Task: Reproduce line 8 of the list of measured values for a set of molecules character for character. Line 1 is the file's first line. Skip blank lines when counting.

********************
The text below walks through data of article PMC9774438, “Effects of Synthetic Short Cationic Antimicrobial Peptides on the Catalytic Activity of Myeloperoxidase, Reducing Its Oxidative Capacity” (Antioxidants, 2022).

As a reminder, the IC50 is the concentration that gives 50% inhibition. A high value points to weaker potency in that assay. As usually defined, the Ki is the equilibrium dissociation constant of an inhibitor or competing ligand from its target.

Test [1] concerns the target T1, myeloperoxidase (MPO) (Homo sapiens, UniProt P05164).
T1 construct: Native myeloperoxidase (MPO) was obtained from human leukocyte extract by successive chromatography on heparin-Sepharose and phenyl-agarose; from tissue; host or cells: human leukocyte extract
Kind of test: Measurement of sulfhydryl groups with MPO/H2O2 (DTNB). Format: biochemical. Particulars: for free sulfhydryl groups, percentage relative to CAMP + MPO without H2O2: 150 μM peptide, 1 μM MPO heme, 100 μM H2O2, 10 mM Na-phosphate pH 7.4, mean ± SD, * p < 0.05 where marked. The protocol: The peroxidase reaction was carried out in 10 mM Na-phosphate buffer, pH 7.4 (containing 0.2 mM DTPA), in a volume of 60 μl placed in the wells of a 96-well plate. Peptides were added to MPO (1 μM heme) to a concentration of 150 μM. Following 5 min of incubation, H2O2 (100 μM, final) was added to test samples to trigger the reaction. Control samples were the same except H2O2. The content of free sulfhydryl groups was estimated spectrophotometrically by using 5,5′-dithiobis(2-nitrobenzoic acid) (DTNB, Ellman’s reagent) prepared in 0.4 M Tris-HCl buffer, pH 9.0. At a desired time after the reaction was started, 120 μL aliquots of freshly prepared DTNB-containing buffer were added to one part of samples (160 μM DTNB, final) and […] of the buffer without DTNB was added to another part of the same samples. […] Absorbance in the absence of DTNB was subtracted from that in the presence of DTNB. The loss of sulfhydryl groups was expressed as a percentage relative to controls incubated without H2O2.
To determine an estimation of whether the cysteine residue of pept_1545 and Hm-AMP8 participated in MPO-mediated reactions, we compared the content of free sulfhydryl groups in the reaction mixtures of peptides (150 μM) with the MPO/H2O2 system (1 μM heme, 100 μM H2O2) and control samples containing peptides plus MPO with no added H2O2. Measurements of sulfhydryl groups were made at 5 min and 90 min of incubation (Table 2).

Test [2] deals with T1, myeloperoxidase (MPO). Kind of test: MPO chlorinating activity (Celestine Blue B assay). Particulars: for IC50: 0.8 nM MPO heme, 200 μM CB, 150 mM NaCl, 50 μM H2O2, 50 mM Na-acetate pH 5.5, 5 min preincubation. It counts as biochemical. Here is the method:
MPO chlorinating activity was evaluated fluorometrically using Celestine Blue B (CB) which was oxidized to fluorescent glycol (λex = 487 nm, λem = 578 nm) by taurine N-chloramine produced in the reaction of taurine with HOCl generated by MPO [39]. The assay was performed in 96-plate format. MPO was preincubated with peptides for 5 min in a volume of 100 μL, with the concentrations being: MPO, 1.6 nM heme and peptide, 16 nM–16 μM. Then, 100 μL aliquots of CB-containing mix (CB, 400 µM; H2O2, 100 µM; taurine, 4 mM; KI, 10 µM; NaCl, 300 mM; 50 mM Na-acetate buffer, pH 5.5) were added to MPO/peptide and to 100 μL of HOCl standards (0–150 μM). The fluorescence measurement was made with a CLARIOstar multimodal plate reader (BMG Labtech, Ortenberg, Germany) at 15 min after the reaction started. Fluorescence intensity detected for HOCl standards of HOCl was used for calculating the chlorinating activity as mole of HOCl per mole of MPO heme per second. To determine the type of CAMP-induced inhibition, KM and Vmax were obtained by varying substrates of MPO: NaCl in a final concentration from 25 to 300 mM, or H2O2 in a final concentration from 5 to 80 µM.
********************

MPO chlorinating activity was evaluated fluorometrically using Celestine Blue B (CB) which was oxidized to fluorescent glycol (λex = 487 nm, λem = 578 nm) by taurine N-chloramine produced in the reaction of taurine with HOCl generated by MPO [39]. The assay was performed in 96-plate format. MPO was preincubated with peptides for 5 min in a volume of 100 μL, with the concentrations being: MPO, 1.6 nM heme and peptide, 16 nM–16 μM. Then, 100 μL aliquots of CB-containing mix (CB, 400 µM; H2O2, 100 µM; taurine, 4 mM; KI, 10 µM; NaCl, 300 mM; 50 mM Na-acetate buffer, pH 5.5) were added to MPO/peptide and to 100 μL of HOCl standards (0–150 μM). The fluorescence measurement was made with a CLARIOstar multimodal plate reader (BMG Labtech, Ortenberg, Germany) at 15 min after the reaction started. Fluorescence intensity detected for HOCl standards of HOCl was used for calculating the chlorinating activity as mole of HOCl per mole of MPO heme per second. To determine the type of CAMP-induced inhibition, KM and Vmax were obtained by varying substrates of MPO: NaCl in a final concentration from 25 to 300 mM, or H2O2 in a final concentration from 5 to 80 µM.